Ghana dropped a plan to borrow money from Bank of America Corp. to focus on selling $1 billion in Eurobonds as early as June.
The Ministry of Finance withdrew its proposal to get $300 million to $1 billion in loans from Bank of America, James Klutse Avedzi, chairman of the finance committee in parliament, said by phone on Friday. The government has started the paperwork to sell $1 billion of Eurobonds in June, he said.
The International Monetary Fund lent Ghana $918 million to help the West African nation curb its budget gap, support the currency and lower borrowing costs.
The cedi lost 16 percent against the dollar this year, the worst among 24 African currencies tracked by Bloomberg. Economic growth is expected to slow to 3.5 percent in 2015 before rising to 6.4 percent next year, IMF said. Growth in 2015 will be the slowest in 20 years, according to the Finance Ministry.
Yields on Ghana’s 2026 Eurobonds rose a third day, heading for a second straight monthly increase. The yields advanced 11 basis points, or 0.11 percentage point, to 8.87 percent at 3:02 p.m. in London.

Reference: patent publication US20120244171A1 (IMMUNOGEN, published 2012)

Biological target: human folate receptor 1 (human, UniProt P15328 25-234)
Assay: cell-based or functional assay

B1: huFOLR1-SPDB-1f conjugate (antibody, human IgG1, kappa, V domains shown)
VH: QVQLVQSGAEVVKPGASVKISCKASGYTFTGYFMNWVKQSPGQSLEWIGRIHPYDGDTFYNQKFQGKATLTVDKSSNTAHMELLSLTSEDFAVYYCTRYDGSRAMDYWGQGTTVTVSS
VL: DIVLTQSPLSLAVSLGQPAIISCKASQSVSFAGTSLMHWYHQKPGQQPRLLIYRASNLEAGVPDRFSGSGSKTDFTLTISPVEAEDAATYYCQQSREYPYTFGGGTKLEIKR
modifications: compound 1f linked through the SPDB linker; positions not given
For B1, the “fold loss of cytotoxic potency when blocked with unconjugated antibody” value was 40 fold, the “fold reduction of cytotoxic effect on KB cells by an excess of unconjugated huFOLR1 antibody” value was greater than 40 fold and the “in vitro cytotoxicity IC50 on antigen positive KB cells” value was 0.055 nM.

Moody’s Investors Service cut Ghana’s credit rating for the second time this year on March 19 to B3, six levels below investment grade, and warned of further downgrades as tumbling oil prices impact the government’s budget. Standard and Poor’s assesses Ghana at an equivalent B-, while Fitch Ratings has it one grade higher, at B.
The fiscal gap was 9.3 percent of gross domestic product in 2014, lower than the 9.5 percent target, the Ministry of Finance said Thursday.
The cedi weakened 0.1 percent to 3.82 per dollar at 1:48 p.m. Ghana will receive the first $114 million from the three-year IMF loan this month, the Washington-based lender said.